Meet the Locals: Soupfin Sharks

“Meet the Locals” is a 3-part blog series in honor of our local elasmobranchs (sharks and rays) and Shark Summer 2014. This is the second post. Part 1: Sevengill sharks

With Shark Summer in full swing, by now we are all pretty familiar with our local leopard sharks, which aggregate in the warm shallow waters of La Jolla Shores each summer.  Did you know that one of the leopard shark’s closest relatives is also a local? The soupfin shark (Galeorhinus galeus) is a member of the family Triakidae, which includes the leopard shark and the smooth hound shark. Soupfin sharks are similar in size and shape to the leopard shark, topping out at just over six feet long. However, soupfin sharks have a dark gray back, lacking the distinctive saddle patches that the leopard sharks have. Soupfin sharks frequent both shallow inshore waters and pelagic habitats, and they feed on a variety of prey, including fish and invertebrates such as lobster, crabs, octopus, and worms.  An interesting study found that soupfin sharks separate themselves by gender- and not just by a few miles. Most of the soupfin sharks in Southern California are females, while the males range from British Columbia to Northern California. Their range overlaps in Central California, where the male to female ratio is about equal.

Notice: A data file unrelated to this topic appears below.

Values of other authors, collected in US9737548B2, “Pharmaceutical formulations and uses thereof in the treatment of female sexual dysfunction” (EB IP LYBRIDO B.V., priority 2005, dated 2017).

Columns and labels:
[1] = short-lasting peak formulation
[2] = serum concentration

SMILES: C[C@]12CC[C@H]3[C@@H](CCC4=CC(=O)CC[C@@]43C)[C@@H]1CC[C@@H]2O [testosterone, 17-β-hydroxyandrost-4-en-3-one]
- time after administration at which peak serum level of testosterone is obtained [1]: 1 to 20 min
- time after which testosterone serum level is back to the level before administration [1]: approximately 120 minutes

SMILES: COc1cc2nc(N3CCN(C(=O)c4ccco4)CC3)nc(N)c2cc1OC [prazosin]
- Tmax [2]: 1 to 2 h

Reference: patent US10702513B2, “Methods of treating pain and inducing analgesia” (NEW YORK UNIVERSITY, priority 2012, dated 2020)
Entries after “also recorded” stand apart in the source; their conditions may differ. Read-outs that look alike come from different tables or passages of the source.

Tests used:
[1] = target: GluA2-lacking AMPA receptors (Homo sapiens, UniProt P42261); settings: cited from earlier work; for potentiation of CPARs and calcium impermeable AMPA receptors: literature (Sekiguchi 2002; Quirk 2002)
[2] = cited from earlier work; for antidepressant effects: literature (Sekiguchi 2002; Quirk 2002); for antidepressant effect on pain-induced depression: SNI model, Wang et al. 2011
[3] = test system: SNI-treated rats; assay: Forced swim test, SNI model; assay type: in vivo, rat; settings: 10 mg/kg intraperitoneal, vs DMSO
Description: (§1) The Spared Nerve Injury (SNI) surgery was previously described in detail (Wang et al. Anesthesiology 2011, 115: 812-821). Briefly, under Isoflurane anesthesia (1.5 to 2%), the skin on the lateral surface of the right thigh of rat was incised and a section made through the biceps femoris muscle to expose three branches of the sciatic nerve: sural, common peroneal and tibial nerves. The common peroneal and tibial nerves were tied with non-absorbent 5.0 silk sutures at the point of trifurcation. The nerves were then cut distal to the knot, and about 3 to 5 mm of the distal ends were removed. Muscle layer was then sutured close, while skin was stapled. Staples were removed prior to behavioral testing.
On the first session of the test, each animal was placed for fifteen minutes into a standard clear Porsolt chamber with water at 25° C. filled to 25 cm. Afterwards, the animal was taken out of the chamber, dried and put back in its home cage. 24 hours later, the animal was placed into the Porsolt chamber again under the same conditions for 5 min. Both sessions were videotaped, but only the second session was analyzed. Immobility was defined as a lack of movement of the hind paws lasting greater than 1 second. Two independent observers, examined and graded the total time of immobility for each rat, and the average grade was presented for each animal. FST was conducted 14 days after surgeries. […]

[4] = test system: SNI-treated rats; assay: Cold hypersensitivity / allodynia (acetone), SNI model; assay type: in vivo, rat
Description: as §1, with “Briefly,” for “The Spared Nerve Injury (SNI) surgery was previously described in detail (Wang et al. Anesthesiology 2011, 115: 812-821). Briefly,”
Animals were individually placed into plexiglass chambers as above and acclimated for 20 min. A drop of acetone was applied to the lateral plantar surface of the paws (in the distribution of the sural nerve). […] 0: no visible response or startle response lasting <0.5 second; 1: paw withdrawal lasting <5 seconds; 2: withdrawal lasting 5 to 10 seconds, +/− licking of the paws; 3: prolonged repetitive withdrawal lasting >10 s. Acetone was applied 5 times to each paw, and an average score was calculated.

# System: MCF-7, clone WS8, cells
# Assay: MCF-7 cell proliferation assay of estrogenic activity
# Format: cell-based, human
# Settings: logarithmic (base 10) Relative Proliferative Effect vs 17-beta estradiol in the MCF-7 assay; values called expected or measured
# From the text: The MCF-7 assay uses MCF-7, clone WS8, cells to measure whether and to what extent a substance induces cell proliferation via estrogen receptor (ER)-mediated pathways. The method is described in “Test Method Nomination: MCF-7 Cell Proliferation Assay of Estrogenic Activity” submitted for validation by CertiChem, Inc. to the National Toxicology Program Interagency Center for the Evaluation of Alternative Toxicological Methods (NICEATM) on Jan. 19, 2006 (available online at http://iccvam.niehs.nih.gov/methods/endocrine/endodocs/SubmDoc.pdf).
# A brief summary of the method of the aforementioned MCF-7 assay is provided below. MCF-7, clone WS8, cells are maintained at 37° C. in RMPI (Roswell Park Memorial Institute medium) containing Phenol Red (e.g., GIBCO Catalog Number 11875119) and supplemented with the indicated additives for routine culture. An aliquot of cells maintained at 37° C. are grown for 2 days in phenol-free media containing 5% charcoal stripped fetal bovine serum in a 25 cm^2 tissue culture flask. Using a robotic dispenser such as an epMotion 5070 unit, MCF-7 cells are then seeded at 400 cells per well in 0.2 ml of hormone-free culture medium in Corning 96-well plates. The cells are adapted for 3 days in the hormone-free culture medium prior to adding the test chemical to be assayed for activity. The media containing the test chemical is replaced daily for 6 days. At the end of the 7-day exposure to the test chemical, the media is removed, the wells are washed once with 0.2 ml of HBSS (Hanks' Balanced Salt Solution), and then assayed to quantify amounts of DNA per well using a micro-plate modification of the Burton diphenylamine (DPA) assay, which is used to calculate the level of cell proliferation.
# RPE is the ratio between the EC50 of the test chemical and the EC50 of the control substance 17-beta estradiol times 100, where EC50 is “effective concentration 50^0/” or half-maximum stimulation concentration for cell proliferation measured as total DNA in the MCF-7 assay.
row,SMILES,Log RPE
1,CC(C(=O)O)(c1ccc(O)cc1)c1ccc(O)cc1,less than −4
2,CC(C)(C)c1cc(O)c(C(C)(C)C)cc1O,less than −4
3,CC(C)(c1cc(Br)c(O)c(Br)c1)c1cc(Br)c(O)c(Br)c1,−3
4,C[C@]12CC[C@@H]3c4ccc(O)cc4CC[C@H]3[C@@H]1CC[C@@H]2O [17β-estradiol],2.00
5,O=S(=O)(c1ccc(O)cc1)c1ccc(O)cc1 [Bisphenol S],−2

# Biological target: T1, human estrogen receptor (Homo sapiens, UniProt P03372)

Soupfin shark. Photo courtesy of Kyle McBurnie,

Soupfin shark. Photo courtesy of Kyle McBurnie,

Wondering how this shark received its unique name? The soupfin shark was heavily fished in the 1930s and 1940s in California, as its fins were used to make traditional sharkfin soups. The soupfin shark was also known as the vitamin shark because the oil in its liver was so rich in vitamin A that it was used to make Vitamin A supplements. The heavy fishing pressures placed on this species took a toll on its population size.

However, this story has a happy ending. Synthetic Vitamin A was developed in the late 1940s, eliminating the need to harvest it from the soupfin shark’s liver oil. And more recently, California has become a safer place for sharks due to a 2011 law that banned the sale or possession of any shark-fin products throughout the state.

Sharks are amazing, vital, and often misunderstood animals. By participating in Birch Aquarium’s Shark Summer activities, you can take an active role in learning more about all of our local sharks in order to advocate for and protect them.

Shark Summer 2014 at Birch Aquarium is sponsored by ESET. 

  • Gabe Pettinicchio
    September 10, 2014 at 11:34 pm

    I have observed this species being caught at the San Clemente Pier. Knowing that they have, in the past,been quite rare in inshore SoCal, and that they have always birthed in SF & Humb.Bays, could they now be using San Diego Harbor for birthing also?


  • Gabe Pettinicchio
    September 10, 2014 at 11:36 pm

    I am so sorry. The above comment was meant for the Sevengill section.